Why Do You Do What You Do?
It’s important to be mindful of your motivation – because we are not all motivated by the same things. You need to know what fuels your fire, and seek out plentiful supplies.
What satisfies you more – recognition and financial reward, or the pure joy of creation? Or do you walk (like most of us) a bit of a tightrope between the two? Do you find the rigour of working to commission, or mass producing ‘bread and butter’ artefacts exciting, or does this dull your senses and blunt your creative edge?
As a business mentor, I regularly meet with clients who are frustrated by their inability to earn all of their living from their creative activity, or what they do earn isn’t quite enough to fund the lifestyle they might aspire to.
People get round this in all sorts of ways – I met an artist the other day who worked as a full time fireman in the hope that the 4 days on, 4 days off rota might give both enough money and regular and useful slots of time to meet his creative goals. Traditionally creative people have always taught, run workshops and demonstrations or held other part time jobs in order to make up the shortfall. I’ve met many that have learned trades or taken up new skills like website design as a second string to the bow.
But when you come to weigh up the need for income versus job satisfaction, where does it leave you?
The inbuilt problem for creative people is that they are motivated more by intrinsic factors – the love of what they do, the creative muse, the magic of it all coming together – and less by extrinsic factors like money and material rewards. In fact, scientific surveys of creative activity show that whilst quality remains high when working on projects that have been commissioned by others, levels of creativity drop. The focus on monetary reward coupled with the external influence of the commissioner on the idea itself can suppress the magic.
There are also other issues in play – creative people choose the self-employed lifestyle because it also gives them autonomy – freedom to live as they wish, and the time to master, by constantly practising and improving, the craft of their choice. It’s a brave decision, often challenged at various points by parents, family or friends. These challenges alone often make the difference between sticking with it, or not.
So how do you reconcile freedom of expression with the need to put food on the table? A large number of successful creative people get a large proportion of their income from secondary sources – which all sounds a bit bleak. But let’s think about the science again. If the creative edge is indeed dulled by monetary rewards, what’s so wrong with earning at least some of your income in other ways?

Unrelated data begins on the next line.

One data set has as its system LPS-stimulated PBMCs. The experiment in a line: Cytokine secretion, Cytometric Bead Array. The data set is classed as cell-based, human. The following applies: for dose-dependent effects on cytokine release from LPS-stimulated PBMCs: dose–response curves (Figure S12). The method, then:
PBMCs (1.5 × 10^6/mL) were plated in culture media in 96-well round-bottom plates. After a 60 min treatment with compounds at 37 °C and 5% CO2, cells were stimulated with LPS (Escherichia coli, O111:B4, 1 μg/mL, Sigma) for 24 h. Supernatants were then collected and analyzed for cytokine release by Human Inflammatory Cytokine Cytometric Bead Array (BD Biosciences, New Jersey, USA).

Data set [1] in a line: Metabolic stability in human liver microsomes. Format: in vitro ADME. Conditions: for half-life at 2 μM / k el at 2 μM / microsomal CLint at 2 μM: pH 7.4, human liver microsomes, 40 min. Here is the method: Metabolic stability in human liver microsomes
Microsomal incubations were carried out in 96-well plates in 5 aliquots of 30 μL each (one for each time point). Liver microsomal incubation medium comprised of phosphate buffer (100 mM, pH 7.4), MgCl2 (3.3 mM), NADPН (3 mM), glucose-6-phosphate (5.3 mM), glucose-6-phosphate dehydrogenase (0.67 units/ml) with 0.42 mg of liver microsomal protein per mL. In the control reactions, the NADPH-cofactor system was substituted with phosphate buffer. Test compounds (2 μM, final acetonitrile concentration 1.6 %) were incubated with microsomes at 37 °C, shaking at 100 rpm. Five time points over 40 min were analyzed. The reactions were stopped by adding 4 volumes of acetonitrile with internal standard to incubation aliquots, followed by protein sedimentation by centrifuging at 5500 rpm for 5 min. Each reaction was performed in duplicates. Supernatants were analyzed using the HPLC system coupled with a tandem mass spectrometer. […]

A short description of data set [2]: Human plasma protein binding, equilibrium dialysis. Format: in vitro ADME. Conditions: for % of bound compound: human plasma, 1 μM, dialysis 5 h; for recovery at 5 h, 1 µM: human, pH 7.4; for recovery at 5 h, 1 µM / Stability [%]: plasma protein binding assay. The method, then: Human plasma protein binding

The clincher for me is this – the people who consistently do the work they love in an uncompromised way, and as a result create works of quality that are imbued with authenticity and passion, usually end up harvesting richer rewards than those who doggedly try to link the monetary reward directly to the creativity.
Clearly, one shouldn’t bankrupt oneself and one’s family creating and trying to sell work that doesn’t cut the mustard, and I acknowledge that it’s sometimes hard to see whether your work is or isn’t of sufficient quality to make the grade. However, I do regularly see great people with considerable potential giving up because of the money vs. creativity struggle – and that’s a shame.
So what am I really getting at?
The first thing, I think, is not to beat yourself up if your creative output doesn’t immediately create 100% of your desired income stream.
Second, in terms of personal satisfaction, having a clear purpose within your work is probably more important than the financial reward. People who choose to work towards those intrinsic, value laden goals are less stressed out and more satisfied than people who chase money all the time.
Third, having an occupation where, at least part of the time, you are master of your own destiny and where you get to work with and learn about what you truly love – and where you are in a state of flow more often than not – beats the hell out of working full time for someone else.
Fourth, the trickiest bit is finding and balancing the things that will earn you the money with the things that you really love to do but which may never earn you a fortune.
Fifth, if you are already able to combine all of these things and have the lifestyle you always dreamed of, you are lucky or gifted or have worked extremely hard – probably a bit of all three.
The truth is, most of the truly successful people I know have worked extremely hard. I knew someone who had worked for the Moscow State Circus who said this, ‘If you want to excel (in your chosen craft) you must work 25 hours a day – you must steal an hour each day from your death’. The subtlety of this, I’m sure, is lost in translation – but it didn’t stop the message hitting home.
I’m not going to try and provide an answer here – every single person I work with resolves this in different ways. But the realisation that the work that you do for money and the work that you do for love can be separate things is healthy and can actually free you up in a quite significant way.
If you find yourself spending more time pondering on all this stuff than you feel is healthy, it pays to take some time out to compare notes. Find someone who is achieving the things you want to achieve and go and ask them how they have done it. It’s very rare that someone will refuse to share a bit of wisdom. I explore ways of doing this in more detail later in the book.